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BP Adams opens PLG office, Yang blasted at Prospect Park, Garcia wants to take back streets

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Eric Adams speaks during the opening of his new campaign office on Nostrand Avenue.
Photo by Caroline Ourso

Eric Adams, the Brooklyn borough president who is leading in the polls to become the city’s next mayor, opened up a new campaign office on Nostrand Avenue in Prospect Lefferts Gardens on Friday, just over four weeks before election day.

Speaking on a block where several local businesses have shuttered, Adams said that as mayor, the city would spend money like a “blue-collar person.”

“You are not getting your money’s worth. And when I become mayor, we are going to spend your dollars like a blue-collar person spends money,” Adams said. “We’ll make sure you have food on the table today, and we’ll invest in your future for tomorrow.”

After visitors double-parked on Nostrand, with one Mercedes driver blocking a bus as he parallel parked into a row of double-parked vehicles, Adams urged followers to refrain from the practice.

“The only article they’re gonna write is that Eric Adams has double-parked cars,” Adams said, referring to the media. “My car is parked legally, and I want to be on record that if your cars are double-parked, please move your car.”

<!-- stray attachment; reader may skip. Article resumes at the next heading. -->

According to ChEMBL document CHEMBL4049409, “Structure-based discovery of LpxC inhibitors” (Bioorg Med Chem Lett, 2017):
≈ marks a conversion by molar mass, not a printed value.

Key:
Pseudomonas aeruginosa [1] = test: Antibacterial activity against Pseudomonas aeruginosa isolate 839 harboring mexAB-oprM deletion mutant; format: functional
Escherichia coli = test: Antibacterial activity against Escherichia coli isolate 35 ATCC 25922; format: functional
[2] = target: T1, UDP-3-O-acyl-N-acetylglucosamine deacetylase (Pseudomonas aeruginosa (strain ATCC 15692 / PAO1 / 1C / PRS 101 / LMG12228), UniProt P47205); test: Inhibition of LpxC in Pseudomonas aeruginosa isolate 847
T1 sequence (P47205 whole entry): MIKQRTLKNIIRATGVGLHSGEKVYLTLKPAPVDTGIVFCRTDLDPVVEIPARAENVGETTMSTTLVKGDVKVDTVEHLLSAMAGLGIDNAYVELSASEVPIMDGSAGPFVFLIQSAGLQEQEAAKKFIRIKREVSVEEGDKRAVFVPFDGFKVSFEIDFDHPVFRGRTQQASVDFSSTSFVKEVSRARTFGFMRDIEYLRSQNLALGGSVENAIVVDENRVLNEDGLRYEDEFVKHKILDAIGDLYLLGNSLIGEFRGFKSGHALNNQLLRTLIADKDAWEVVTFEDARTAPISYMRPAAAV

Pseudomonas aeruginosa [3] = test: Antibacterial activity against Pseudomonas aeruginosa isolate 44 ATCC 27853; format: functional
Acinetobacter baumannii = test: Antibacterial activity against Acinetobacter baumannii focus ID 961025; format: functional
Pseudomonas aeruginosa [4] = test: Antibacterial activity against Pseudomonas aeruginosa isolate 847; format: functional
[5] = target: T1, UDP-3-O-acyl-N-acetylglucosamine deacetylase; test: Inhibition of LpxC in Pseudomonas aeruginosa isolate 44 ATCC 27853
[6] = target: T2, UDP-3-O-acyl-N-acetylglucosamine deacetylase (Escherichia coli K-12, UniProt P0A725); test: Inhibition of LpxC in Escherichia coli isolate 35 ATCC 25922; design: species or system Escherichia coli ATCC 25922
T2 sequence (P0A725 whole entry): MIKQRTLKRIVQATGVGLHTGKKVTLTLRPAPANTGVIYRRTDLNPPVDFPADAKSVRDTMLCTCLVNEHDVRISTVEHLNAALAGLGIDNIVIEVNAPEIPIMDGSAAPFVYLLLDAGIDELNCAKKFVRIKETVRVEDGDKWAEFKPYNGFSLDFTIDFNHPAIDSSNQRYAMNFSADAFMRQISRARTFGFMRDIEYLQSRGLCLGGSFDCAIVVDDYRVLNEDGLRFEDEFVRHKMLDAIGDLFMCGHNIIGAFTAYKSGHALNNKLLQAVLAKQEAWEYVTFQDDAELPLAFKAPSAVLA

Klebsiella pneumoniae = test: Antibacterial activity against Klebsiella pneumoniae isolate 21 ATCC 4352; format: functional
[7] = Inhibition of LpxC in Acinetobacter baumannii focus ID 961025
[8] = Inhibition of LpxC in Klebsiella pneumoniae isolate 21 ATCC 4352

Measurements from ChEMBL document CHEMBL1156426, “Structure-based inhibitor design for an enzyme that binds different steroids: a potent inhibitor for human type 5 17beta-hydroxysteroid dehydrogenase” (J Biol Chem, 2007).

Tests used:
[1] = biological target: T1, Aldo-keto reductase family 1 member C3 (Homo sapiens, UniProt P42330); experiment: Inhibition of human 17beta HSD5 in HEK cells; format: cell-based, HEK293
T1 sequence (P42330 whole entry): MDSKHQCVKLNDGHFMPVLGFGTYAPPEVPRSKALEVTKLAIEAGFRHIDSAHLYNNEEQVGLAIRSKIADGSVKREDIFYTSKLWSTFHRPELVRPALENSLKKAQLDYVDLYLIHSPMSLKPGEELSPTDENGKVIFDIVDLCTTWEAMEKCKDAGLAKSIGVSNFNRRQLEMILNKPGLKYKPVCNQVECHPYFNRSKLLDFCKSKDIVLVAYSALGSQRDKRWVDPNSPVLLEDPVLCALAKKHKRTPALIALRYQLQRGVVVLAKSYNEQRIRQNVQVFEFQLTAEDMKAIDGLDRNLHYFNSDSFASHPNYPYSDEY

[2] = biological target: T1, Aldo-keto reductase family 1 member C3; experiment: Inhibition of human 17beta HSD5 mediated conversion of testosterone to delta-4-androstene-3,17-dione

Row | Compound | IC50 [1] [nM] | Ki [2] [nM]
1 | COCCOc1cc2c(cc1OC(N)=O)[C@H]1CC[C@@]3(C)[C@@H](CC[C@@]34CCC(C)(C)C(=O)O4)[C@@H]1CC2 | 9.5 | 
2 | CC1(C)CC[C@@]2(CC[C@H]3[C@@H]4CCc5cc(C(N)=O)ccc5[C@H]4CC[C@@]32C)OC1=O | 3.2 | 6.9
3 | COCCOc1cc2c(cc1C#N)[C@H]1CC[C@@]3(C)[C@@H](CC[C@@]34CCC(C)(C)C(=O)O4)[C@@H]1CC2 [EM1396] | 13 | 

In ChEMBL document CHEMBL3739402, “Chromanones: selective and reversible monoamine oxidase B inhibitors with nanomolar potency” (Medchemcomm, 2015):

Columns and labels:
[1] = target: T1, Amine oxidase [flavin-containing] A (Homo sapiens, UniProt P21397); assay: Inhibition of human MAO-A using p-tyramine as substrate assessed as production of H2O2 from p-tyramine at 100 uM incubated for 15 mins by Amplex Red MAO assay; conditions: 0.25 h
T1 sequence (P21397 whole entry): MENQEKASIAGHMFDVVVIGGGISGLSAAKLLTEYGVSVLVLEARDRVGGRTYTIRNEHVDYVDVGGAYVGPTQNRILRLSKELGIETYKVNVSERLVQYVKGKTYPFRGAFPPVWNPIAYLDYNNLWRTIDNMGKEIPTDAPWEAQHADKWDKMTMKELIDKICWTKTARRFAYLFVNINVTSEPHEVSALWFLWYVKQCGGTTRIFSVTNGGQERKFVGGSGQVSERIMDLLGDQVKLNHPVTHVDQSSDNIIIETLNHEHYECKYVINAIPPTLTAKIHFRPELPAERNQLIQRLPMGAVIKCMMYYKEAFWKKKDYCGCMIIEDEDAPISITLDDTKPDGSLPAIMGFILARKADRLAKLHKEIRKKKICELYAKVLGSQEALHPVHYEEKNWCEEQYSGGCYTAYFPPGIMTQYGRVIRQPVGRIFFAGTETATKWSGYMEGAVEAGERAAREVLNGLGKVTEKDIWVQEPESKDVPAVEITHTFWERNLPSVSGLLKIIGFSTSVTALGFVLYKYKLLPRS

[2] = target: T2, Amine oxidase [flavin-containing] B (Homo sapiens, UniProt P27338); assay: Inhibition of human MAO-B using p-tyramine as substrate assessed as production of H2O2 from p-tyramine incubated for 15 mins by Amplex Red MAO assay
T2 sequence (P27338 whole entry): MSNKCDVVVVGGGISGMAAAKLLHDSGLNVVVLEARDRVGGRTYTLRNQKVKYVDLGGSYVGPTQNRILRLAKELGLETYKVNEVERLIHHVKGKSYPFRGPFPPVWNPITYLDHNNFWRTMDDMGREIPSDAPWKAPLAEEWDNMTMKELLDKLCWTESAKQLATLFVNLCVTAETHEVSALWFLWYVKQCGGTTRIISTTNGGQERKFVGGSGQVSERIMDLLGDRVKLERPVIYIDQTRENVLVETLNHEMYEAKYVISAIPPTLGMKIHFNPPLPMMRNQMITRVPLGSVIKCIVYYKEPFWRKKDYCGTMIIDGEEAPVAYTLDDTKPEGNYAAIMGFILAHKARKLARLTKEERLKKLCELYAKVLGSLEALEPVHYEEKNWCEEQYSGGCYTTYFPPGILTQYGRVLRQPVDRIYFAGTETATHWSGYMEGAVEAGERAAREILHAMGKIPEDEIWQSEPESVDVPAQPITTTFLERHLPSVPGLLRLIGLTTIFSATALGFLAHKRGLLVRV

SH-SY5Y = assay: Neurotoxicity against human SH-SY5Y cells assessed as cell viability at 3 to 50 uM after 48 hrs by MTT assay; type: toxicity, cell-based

Meanwhile, entrepreneur Andrew Yang got heckled by a Maya Wiley supporter Thursday while giving a press conference at the Parkside Ave Q train station, near the southeastern entrance to Prospect Park.

The heckler was particularly critical of Yang’s voting record — that is, his nonexistent record of voting in off-year elections for mayor or other city elections.

“He does not vote, I don’t want him to represent any of us,” he said.

At the same event, Yang was stumped by key questions of city policy, such as the state’s repeal of 50-a of state civil rights law, which had allowed the NYPD to shield officers’ disciplinary records from public view.

Adding the the heat of the campaign, Kathryn Garcia spoke under the Gowanus Expressway in Sunset Park Friday, where she pledged to implement a proposal by Transportation Alternatives to reclaim 25 percent of the city’s streets currently used by private cars by 2025, Streetsblog reports.

The plan includes 250 miles of new protected bike lanes, a large-scale expansion of bike parking, and investment in “multihog” vehicles to plow bike lanes when it snows.

“Where de Blasio planned and pondered, I will execute,” said Garcia, de Blasio’s former Sanitation Commissioner. “I will make our streets safer, the air cleaner, and save lives.”

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